Previous attempts to get leaders to do a TV debate have failed
Prime Minister Gordon Brown has told the BBC he has decided whether or not he will take part in televised debates at the next General Election.
But he refused to announce his decision because it was not the "right time".
The BBC understands that a commitment to take part in such debates was in an early draft of his conference speech - but was removed from the final version.
Conservative leader David Cameron and Lib Dem leader Nick Clegg have both said they want to see such debates.
Speaking to BBC Radio 4's Today programme, Mr Brown said: "There is a time for discussing debates, but we are not in an election. I have decided in my own mind.
"I am not going to go into that today because basically there is a time for deciding these issues and the time for me at the moment, where I have got to spend my time, is going round the country as I have been doing over the last few months to explain to people the policies that we are engaged in."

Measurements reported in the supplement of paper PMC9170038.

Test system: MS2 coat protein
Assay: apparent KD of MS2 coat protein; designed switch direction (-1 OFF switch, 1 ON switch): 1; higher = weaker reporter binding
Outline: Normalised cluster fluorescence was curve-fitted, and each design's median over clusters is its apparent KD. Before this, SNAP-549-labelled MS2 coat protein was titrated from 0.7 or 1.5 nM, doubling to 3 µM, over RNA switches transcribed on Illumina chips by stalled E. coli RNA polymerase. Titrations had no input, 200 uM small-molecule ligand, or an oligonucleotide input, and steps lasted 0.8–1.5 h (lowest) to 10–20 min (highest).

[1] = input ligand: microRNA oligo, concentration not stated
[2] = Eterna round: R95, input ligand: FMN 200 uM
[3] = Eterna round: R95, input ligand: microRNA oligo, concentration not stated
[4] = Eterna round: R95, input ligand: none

On Tuesday, Mr Cameron told the BBC the prime minister should "get off the fence and agree to the debate".
"I can't work out if he is dithering or bottling," he said. "I expect it's a combination of both."
Earlier this year, Business Secretary Lord Mandelson said he was "open" to the idea of a debate.
And asked on Wednesday about whether he would like to see a debate, Schools Secretary Ed Balls - one of Mr Brown's closest allies - said "personally, yes".
"Gordon will make his decision, he'll announce it but in my view the more debates the better," he told Sky News.
Mr Balls said he believed Gordon Brown would win a head-to-head debate with David Cameron "hands down" as Mr Cameron was "not good off script".
Televised showdowns between presidential candidates have become commonplace in the US, but critics argue they would overly personalise a UK election campaign.